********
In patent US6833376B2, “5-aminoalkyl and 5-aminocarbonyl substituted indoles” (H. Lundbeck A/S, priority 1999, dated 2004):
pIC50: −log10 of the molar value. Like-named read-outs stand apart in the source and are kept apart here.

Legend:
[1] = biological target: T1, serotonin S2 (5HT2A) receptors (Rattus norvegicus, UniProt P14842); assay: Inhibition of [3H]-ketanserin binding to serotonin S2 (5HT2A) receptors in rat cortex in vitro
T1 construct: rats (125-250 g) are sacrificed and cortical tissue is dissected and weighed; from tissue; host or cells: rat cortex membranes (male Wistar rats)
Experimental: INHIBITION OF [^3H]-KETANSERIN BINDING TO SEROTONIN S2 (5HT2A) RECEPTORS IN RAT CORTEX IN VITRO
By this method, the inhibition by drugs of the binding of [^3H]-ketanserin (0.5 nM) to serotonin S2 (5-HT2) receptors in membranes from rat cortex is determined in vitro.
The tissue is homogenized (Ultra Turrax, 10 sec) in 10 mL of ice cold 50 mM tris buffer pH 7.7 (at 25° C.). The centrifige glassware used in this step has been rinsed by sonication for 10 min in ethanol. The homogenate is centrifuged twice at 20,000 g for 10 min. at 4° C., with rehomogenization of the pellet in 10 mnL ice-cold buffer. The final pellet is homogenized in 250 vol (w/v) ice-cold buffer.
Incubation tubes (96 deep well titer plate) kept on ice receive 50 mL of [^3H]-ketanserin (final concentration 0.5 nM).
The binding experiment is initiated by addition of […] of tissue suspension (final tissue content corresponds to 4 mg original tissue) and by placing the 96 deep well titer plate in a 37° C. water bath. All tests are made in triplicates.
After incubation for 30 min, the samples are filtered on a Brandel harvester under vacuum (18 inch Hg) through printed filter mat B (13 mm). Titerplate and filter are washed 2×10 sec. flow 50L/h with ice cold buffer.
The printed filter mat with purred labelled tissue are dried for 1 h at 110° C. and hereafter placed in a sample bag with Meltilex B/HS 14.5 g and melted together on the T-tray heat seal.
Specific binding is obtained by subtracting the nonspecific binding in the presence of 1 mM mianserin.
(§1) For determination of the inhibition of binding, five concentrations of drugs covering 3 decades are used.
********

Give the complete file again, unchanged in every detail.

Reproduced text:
In patent US6833376B2, “5-aminoalkyl and 5-aminocarbonyl substituted indoles” (H. Lundbeck A/S, priority 1999, dated 2004):
pIC50: −log10 of the molar value. Like-named read-outs stand apart in the source and are kept apart here.

Legend:
[1] = biological target: T1, serotonin S2 (5HT2A) receptors (Rattus norvegicus, UniProt P14842); assay: Inhibition of [3H]-ketanserin binding to serotonin S2 (5HT2A) receptors in rat cortex in vitro
T1 construct: rats (125-250 g) are sacrificed and cortical tissue is dissected and weighed; from tissue; host or cells: rat cortex membranes (male Wistar rats)
Experimental: INHIBITION OF [^3H]-KETANSERIN BINDING TO SEROTONIN S2 (5HT2A) RECEPTORS IN RAT CORTEX IN VITRO
By this method, the inhibition by drugs of the binding of [^3H]-ketanserin (0.5 nM) to serotonin S2 (5-HT2) receptors in membranes from rat cortex is determined in vitro.
The tissue is homogenized (Ultra Turrax, 10 sec) in 10 mL of ice cold 50 mM tris buffer pH 7.7 (at 25° C.). The centrifige glassware used in this step has been rinsed by sonication for 10 min in ethanol. The homogenate is centrifuged twice at 20,000 g for 10 min. at 4° C., with rehomogenization of the pellet in 10 mnL ice-cold buffer. The final pellet is homogenized in 250 vol (w/v) ice-cold buffer.
Incubation tubes (96 deep well titer plate) kept on ice receive 50 mL of [^3H]-ketanserin (final concentration 0.5 nM).
The binding experiment is initiated by addition of […] of tissue suspension (final tissue content corresponds to 4 mg original tissue) and by placing the 96 deep well titer plate in a 37° C. water bath. All tests are made in triplicates.
After incubation for 30 min, the samples are filtered on a Brandel harvester under vacuum (18 inch Hg) through printed filter mat B (13 mm). Titerplate and filter are washed 2×10 sec. flow 50L/h with ice cold buffer.
The printed filter mat with purred labelled tissue are dried for 1 h at 110° C. and hereafter placed in a sample bag with Meltilex B/HS 14.5 g and melted together on the T-tray heat seal.
Specific binding is obtained by subtracting the nonspecific binding in the presence of 1 mM mianserin.
(§1) For determination of the inhibition of binding, five concentrations of drugs covering 3 decades are used.